Bilingual individuals need effective mechanisms to prevent interference from one language while processing material in the other. Here we show, using event-related brain potentials and functional magnetic resonance imaging (fMRI), that words from the nontarget language are rejected at an early stage before semantic analysis in bilinguals. Bilingual Spanish/Catalan and monolingual Spanish subjects were instructed to press a button when presented with words in one language, while ignoring words in the other language and pseudowords. The brain potentials of bilingual subjects in response to words of the non-target language were not sensitive to word frequency, indicating that the meaning of non-target words was not accessed in bilinguals. The fMRI activation patterns of bilinguals included a number of areas previously implicated in phonological and pseudoword processing, suggesting that bilinguals use an indirect phonological access route to the lexicon of the target language to avoid interference.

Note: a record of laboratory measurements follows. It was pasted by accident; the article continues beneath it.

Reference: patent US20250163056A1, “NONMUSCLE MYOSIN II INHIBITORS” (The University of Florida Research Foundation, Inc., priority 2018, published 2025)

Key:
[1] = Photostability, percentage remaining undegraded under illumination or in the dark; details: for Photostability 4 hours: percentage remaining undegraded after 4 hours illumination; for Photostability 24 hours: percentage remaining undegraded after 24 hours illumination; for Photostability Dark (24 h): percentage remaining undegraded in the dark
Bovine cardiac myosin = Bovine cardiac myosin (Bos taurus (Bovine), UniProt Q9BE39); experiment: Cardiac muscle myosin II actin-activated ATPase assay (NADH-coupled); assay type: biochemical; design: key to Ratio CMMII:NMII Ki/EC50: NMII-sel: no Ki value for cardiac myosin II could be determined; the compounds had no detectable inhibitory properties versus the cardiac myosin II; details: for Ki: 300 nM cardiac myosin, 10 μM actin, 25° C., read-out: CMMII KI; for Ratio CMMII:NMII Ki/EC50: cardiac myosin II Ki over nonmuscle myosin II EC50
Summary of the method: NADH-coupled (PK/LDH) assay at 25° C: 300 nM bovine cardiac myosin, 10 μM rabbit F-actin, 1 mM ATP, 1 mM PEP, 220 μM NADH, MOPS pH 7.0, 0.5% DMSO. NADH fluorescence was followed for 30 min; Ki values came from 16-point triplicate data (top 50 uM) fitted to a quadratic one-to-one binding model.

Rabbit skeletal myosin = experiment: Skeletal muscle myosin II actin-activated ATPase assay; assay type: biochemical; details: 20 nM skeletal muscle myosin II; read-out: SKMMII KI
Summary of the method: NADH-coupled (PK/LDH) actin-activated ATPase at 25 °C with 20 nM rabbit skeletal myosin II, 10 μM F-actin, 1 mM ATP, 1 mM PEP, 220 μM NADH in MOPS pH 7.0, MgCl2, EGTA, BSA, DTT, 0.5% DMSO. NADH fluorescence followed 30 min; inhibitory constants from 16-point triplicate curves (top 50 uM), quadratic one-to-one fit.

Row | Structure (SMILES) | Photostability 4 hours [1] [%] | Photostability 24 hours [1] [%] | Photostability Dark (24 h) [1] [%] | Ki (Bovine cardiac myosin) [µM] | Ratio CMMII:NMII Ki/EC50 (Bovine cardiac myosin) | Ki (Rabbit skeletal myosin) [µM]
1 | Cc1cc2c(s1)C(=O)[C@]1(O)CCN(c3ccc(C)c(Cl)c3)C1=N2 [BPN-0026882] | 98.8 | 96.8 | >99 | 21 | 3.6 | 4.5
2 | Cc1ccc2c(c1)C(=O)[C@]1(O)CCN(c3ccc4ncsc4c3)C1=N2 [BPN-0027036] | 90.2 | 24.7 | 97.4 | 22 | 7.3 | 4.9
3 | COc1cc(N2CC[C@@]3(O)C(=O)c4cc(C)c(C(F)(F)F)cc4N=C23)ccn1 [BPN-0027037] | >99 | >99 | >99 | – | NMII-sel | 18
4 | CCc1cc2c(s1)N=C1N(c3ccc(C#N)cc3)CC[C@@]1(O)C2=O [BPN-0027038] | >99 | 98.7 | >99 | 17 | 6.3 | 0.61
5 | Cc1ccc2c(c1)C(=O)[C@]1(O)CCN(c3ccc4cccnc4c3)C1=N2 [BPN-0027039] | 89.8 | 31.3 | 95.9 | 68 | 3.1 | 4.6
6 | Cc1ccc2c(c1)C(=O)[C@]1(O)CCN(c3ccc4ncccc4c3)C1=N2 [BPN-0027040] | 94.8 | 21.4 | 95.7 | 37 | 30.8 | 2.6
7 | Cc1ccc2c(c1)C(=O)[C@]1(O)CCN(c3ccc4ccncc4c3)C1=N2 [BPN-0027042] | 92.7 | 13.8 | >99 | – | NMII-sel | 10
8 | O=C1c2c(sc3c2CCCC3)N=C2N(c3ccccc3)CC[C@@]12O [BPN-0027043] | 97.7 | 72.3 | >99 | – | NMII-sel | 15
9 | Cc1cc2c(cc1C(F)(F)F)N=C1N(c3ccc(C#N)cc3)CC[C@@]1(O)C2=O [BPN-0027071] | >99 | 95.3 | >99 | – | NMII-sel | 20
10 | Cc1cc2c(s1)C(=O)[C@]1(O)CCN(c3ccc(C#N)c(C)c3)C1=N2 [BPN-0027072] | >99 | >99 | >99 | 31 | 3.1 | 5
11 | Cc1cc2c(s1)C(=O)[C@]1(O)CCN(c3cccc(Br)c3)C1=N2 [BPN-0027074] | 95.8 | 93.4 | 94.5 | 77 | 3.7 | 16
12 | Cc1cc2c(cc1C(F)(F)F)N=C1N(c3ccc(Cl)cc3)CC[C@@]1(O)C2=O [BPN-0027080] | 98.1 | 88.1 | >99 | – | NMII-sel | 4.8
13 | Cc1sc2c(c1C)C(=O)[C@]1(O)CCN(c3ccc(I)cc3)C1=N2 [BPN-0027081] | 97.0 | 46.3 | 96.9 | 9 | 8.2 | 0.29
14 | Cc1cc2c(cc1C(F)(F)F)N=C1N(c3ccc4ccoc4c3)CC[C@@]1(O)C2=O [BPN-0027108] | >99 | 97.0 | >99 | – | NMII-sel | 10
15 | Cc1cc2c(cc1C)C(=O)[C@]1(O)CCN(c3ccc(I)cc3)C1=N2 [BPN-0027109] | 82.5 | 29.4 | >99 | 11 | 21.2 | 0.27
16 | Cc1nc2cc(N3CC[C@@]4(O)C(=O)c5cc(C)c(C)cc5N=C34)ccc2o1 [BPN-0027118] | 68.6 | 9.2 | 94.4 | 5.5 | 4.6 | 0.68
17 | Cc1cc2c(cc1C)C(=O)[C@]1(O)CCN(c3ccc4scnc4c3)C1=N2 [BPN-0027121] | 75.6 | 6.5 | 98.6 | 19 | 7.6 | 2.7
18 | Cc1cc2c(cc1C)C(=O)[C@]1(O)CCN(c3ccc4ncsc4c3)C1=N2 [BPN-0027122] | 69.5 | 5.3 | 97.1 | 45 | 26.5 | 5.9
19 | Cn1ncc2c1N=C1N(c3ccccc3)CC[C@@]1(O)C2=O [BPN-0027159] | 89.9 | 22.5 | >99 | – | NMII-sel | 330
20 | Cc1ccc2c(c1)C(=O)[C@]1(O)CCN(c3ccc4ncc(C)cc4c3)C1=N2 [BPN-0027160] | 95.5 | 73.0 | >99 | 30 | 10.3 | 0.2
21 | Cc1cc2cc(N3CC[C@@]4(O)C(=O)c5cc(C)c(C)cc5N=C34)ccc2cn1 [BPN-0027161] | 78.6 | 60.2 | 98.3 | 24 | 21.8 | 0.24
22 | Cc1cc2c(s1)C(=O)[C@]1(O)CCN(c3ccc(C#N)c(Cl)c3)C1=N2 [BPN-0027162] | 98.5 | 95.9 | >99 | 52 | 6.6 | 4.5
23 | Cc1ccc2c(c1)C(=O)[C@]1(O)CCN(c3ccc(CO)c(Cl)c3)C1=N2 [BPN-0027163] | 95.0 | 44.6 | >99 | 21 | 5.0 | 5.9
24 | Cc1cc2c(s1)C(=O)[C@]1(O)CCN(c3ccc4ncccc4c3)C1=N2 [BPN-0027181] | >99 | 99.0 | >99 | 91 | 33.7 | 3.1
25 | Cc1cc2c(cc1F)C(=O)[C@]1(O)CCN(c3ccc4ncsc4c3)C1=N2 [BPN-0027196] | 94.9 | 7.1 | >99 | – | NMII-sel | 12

Research Areas and Centers
- Academic Focus: Center for Brain, Behavior and Metabolism (CBBM)